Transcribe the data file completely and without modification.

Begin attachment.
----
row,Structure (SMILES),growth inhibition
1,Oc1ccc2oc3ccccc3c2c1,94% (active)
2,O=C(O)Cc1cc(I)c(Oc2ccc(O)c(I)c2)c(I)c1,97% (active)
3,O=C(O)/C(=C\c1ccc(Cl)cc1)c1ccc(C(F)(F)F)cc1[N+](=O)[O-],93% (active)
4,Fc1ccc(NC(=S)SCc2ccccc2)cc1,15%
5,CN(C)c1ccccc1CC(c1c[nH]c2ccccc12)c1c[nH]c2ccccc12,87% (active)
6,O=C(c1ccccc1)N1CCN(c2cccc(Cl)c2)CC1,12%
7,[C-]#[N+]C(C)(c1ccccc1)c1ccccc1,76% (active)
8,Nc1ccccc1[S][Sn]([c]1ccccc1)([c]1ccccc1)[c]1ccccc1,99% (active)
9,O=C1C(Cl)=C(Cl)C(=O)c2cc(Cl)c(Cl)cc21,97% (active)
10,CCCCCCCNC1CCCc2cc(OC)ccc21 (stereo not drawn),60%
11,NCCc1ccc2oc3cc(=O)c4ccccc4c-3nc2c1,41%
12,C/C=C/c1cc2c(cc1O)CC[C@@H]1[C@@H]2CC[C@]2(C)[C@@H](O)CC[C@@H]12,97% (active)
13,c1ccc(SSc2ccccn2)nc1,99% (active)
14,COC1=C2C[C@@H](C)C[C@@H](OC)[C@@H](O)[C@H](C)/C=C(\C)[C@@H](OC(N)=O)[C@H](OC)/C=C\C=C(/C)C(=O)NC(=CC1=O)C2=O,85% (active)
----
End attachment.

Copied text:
row,Structure (SMILES),growth inhibition
1,Oc1ccc2oc3ccccc3c2c1,94% (active)
2,O=C(O)Cc1cc(I)c(Oc2ccc(O)c(I)c2)c(I)c1,97% (active)
3,O=C(O)/C(=C\c1ccc(Cl)cc1)c1ccc(C(F)(F)F)cc1[N+](=O)[O-],93% (active)
4,Fc1ccc(NC(=S)SCc2ccccc2)cc1,15%
5,CN(C)c1ccccc1CC(c1c[nH]c2ccccc12)c1c[nH]c2ccccc12,87% (active)
6,O=C(c1ccccc1)N1CCN(c2cccc(Cl)c2)CC1,12%
7,[C-]#[N+]C(C)(c1ccccc1)c1ccccc1,76% (active)
8,Nc1ccccc1[S][Sn]([c]1ccccc1)([c]1ccccc1)[c]1ccccc1,99% (active)
9,O=C1C(Cl)=C(Cl)C(=O)c2cc(Cl)c(Cl)cc21,97% (active)
10,CCCCCCCNC1CCCc2cc(OC)ccc21 (stereo not drawn),60%
11,NCCc1ccc2oc3cc(=O)c4ccccc4c-3nc2c1,41%
12,C/C=C/c1cc2c(cc1O)CC[C@@H]1[C@@H]2CC[C@]2(C)[C@@H](O)CC[C@@H]12,97% (active)
13,c1ccc(SSc2ccccn2)nc1,99% (active)
14,COC1=C2C[C@@H](C)C[C@@H](OC)[C@@H](O)[C@H](C)/C=C(\C)[C@@H](OC(N)=O)[C@H](OC)/C=C\C=C(/C)C(=O)NC(=CC1=O)C2=O,85% (active)